|Whitehead, Terence - Terry|
Submitted to: Microbial Ecology International Symposium
Publication Type: Abstract Only
Publication Acceptance Date: 8/22/2008
Publication Date: N/A
Citation: Interpretive Summary:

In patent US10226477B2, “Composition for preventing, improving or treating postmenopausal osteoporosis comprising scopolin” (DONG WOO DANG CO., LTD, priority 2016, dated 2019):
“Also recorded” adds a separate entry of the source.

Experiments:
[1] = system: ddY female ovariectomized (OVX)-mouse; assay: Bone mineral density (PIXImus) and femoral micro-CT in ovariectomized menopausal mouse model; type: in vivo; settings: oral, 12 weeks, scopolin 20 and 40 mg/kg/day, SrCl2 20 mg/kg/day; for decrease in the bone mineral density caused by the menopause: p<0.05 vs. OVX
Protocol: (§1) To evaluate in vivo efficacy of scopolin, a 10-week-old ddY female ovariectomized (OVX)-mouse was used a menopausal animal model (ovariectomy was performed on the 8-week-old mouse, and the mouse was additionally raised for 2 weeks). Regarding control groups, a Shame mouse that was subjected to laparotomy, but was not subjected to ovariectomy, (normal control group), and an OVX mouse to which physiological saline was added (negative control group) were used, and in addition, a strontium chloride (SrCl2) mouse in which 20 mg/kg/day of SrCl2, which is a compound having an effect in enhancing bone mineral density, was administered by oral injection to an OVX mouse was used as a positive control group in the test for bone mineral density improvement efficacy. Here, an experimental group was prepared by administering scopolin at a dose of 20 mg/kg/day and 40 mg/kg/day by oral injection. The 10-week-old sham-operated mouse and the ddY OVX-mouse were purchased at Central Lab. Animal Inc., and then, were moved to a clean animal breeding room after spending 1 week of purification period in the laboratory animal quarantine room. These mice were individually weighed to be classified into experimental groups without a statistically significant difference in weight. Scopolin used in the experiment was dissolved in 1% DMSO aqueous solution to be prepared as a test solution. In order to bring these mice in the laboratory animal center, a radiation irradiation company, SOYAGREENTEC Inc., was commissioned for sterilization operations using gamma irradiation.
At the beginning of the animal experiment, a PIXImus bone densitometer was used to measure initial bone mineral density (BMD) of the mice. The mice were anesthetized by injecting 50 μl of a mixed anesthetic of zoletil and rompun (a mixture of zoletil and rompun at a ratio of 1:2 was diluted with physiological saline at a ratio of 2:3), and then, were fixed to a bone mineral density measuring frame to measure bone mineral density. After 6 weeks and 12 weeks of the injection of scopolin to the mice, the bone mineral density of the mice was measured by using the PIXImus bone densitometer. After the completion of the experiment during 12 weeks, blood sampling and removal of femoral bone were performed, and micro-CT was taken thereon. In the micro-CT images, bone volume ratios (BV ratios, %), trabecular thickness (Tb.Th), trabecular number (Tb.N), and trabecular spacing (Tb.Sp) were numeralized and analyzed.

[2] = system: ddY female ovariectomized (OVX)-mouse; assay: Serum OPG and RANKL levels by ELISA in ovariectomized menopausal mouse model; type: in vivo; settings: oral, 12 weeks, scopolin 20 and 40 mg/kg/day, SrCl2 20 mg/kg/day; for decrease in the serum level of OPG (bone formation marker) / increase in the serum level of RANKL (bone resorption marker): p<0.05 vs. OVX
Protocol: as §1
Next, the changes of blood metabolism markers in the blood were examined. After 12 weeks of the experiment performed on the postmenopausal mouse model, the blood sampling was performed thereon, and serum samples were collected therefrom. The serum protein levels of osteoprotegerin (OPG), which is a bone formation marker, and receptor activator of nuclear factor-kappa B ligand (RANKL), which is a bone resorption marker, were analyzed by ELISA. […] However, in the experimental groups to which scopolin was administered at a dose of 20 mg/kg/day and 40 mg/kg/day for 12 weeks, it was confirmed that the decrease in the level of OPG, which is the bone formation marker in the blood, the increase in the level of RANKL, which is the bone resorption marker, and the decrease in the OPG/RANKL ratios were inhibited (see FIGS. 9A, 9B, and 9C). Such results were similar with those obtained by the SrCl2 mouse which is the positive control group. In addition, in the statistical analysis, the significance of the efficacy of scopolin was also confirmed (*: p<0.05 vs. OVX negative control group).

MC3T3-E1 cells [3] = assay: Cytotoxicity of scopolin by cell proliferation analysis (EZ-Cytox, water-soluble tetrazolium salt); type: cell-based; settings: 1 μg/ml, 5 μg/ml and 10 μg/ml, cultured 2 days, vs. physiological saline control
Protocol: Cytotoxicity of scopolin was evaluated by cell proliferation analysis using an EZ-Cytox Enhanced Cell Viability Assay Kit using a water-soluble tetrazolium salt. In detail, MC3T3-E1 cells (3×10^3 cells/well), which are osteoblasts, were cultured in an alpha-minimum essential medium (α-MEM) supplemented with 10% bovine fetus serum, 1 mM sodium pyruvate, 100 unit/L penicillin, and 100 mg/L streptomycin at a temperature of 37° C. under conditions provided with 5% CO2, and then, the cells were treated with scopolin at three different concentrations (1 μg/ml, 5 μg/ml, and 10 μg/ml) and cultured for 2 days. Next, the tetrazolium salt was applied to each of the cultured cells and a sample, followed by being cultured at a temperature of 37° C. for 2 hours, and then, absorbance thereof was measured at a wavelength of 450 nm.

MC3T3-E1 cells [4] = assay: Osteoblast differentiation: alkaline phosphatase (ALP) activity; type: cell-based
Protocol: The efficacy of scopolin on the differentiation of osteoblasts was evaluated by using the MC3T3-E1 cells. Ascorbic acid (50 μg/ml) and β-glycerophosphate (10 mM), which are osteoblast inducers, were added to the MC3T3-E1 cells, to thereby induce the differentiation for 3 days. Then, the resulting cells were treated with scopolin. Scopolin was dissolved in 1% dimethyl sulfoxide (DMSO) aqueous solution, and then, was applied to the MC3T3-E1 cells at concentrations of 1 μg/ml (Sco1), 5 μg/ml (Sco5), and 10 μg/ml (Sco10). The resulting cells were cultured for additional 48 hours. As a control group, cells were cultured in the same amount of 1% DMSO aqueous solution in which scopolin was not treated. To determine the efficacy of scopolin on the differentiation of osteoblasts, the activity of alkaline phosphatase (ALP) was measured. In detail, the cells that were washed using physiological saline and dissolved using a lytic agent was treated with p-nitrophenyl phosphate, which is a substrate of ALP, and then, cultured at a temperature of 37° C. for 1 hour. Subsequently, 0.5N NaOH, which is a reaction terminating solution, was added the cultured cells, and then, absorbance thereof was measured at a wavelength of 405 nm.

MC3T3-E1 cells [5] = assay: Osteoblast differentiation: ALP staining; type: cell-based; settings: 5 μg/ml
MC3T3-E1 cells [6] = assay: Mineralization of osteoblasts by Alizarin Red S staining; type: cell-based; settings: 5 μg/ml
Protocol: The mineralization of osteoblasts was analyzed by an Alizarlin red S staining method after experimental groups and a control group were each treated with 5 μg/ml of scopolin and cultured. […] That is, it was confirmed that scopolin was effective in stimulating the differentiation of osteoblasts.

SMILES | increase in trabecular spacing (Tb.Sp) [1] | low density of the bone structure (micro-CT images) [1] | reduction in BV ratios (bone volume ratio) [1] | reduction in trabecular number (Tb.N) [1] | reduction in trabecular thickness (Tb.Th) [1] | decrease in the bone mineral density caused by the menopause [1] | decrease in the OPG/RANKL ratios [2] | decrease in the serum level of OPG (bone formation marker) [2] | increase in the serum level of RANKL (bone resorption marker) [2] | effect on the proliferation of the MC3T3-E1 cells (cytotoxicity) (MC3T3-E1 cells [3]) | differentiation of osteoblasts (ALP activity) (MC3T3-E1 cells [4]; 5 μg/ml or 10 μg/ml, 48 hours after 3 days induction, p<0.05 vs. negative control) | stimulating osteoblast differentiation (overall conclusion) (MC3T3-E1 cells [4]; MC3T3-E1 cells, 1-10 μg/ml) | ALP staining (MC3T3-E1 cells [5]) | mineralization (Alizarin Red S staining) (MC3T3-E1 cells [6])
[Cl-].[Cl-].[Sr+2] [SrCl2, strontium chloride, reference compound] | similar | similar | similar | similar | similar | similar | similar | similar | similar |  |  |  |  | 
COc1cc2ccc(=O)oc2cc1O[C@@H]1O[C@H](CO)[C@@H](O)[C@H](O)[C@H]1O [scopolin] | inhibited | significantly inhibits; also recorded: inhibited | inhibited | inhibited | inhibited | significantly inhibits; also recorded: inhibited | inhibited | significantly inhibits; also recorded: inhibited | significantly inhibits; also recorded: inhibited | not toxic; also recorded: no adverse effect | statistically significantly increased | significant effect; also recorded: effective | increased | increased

Technical Abstract: Storage of manure from large-scale swine facilities is associated with the microbiological production of a variety of emission and odorous compounds, including ammonia, organic acids and alcohols, and sulfides. One of the more noxious compounds produced is skatole (3-methyl-indole), produced primarily from the degradation of tryptophan. Skatole can also be produced from indole-acetic acid (IAA), which is also a breakdown product of tryptophan. We have been attempting to isolate anaerobic bacteria from stored swine manure capable of producing skatole, from which no isolate has been reported to produce this compound. Aliquots of swine manure slurry were enriched in media containing added tryptophan, and isolates from cultures producing skatole were recovered following streaking on agar plates. No pure cultures were isolated that produced skatole, but when colonies were combined in a mixed culture, some cultures were capable of producing skatole. One combined culture was capable of producing skatole from IAA, but not tryptophan. Analyses of 16S rDNA gene sequences from DNA isolated from combined cultures indicated a minimum of five different species are present in skatole-positive cultures. Many of the species appeared to represent novel or unreported genera/species. While attempts are being made to isolate pure cultures using various media and approaches, the data suggest that skatole production may be a consequence of the actions of two or more bacterial strains, or strains difficult to isolate in pure culture. This research demonstrates the complication that one might encounter in isolating pure cultures of interest for particular biochemical properties.